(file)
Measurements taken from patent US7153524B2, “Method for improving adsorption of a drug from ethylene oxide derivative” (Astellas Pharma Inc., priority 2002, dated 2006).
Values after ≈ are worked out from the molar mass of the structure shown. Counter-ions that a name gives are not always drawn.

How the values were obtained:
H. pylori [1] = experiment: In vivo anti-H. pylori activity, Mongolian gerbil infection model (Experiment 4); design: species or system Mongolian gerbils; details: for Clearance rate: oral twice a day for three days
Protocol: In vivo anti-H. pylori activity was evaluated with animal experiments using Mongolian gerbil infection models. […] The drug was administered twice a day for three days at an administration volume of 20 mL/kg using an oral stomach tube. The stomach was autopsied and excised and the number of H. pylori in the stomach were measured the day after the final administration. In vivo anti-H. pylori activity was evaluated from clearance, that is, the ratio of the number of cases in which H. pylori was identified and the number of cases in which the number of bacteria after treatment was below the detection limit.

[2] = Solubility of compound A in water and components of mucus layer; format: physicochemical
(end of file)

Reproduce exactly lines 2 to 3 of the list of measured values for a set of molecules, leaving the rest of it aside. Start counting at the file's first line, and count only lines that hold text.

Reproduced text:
Values after ≈ are worked out from the molar mass of the structure shown. Counter-ions that a name gives are not always drawn.

How the values were obtained: